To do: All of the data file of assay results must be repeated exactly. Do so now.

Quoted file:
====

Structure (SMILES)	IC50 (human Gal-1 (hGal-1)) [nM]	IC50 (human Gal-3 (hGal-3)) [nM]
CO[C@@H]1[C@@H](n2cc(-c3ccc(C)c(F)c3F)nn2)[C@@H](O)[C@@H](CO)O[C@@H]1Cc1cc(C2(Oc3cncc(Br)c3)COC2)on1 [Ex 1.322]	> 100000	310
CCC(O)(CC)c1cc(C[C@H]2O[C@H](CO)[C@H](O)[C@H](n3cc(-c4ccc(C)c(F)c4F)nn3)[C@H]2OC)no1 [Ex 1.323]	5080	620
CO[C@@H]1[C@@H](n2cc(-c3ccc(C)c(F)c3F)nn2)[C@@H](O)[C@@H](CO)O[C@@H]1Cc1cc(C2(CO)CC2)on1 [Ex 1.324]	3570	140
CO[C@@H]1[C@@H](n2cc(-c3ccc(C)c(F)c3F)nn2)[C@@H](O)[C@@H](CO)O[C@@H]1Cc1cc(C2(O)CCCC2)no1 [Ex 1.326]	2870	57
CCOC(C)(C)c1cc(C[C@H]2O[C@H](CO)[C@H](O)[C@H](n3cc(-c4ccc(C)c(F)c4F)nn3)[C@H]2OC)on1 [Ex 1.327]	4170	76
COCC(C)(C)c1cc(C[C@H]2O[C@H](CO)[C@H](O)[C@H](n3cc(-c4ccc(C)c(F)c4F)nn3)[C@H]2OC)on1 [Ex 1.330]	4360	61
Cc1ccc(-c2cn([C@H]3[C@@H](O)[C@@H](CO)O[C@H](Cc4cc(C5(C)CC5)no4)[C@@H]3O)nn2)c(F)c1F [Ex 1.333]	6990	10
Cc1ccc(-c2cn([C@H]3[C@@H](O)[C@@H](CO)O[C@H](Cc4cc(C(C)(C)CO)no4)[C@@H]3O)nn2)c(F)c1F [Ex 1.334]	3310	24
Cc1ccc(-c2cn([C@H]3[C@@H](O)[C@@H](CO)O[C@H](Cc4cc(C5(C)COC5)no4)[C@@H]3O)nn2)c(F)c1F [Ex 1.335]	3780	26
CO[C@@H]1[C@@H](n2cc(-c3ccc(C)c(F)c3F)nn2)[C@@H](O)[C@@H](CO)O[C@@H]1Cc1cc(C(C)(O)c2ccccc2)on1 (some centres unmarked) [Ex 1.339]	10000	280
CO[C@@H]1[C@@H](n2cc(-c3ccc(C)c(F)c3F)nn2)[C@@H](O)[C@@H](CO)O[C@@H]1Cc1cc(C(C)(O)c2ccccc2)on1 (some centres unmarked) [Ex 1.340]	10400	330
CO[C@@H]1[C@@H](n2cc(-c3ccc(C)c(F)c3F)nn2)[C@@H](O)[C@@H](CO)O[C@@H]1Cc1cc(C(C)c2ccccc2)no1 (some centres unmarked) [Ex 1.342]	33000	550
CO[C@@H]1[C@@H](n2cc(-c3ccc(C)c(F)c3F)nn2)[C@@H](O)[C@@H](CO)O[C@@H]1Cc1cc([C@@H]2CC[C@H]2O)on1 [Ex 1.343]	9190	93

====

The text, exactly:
Structure (SMILES)	IC50 (human Gal-1 (hGal-1)) [nM]	IC50 (human Gal-3 (hGal-3)) [nM]
CO[C@@H]1[C@@H](n2cc(-c3ccc(C)c(F)c3F)nn2)[C@@H](O)[C@@H](CO)O[C@@H]1Cc1cc(C2(Oc3cncc(Br)c3)COC2)on1 [Ex 1.322]	> 100000	310
CCC(O)(CC)c1cc(C[C@H]2O[C@H](CO)[C@H](O)[C@H](n3cc(-c4ccc(C)c(F)c4F)nn3)[C@H]2OC)no1 [Ex 1.323]	5080	620
CO[C@@H]1[C@@H](n2cc(-c3ccc(C)c(F)c3F)nn2)[C@@H](O)[C@@H](CO)O[C@@H]1Cc1cc(C2(CO)CC2)on1 [Ex 1.324]	3570	140
CO[C@@H]1[C@@H](n2cc(-c3ccc(C)c(F)c3F)nn2)[C@@H](O)[C@@H](CO)O[C@@H]1Cc1cc(C2(O)CCCC2)no1 [Ex 1.326]	2870	57
CCOC(C)(C)c1cc(C[C@H]2O[C@H](CO)[C@H](O)[C@H](n3cc(-c4ccc(C)c(F)c4F)nn3)[C@H]2OC)on1 [Ex 1.327]	4170	76
COCC(C)(C)c1cc(C[C@H]2O[C@H](CO)[C@H](O)[C@H](n3cc(-c4ccc(C)c(F)c4F)nn3)[C@H]2OC)on1 [Ex 1.330]	4360	61
Cc1ccc(-c2cn([C@H]3[C@@H](O)[C@@H](CO)O[C@H](Cc4cc(C5(C)CC5)no4)[C@@H]3O)nn2)c(F)c1F [Ex 1.333]	6990	10
Cc1ccc(-c2cn([C@H]3[C@@H](O)[C@@H](CO)O[C@H](Cc4cc(C(C)(C)CO)no4)[C@@H]3O)nn2)c(F)c1F [Ex 1.334]	3310	24
Cc1ccc(-c2cn([C@H]3[C@@H](O)[C@@H](CO)O[C@H](Cc4cc(C5(C)COC5)no4)[C@@H]3O)nn2)c(F)c1F [Ex 1.335]	3780	26
CO[C@@H]1[C@@H](n2cc(-c3ccc(C)c(F)c3F)nn2)[C@@H](O)[C@@H](CO)O[C@@H]1Cc1cc(C(C)(O)c2ccccc2)on1 (some centres unmarked) [Ex 1.339]	10000	280
CO[C@@H]1[C@@H](n2cc(-c3ccc(C)c(F)c3F)nn2)[C@@H](O)[C@@H](CO)O[C@@H]1Cc1cc(C(C)(O)c2ccccc2)on1 (some centres unmarked) [Ex 1.340]	10400	330
CO[C@@H]1[C@@H](n2cc(-c3ccc(C)c(F)c3F)nn2)[C@@H](O)[C@@H](CO)O[C@@H]1Cc1cc(C(C)c2ccccc2)no1 (some centres unmarked) [Ex 1.342]	33000	550
CO[C@@H]1[C@@H](n2cc(-c3ccc(C)c(F)c3F)nn2)[C@@H](O)[C@@H](CO)O[C@@H]1Cc1cc([C@@H]2CC[C@H]2O)on1 [Ex 1.343]	9190	93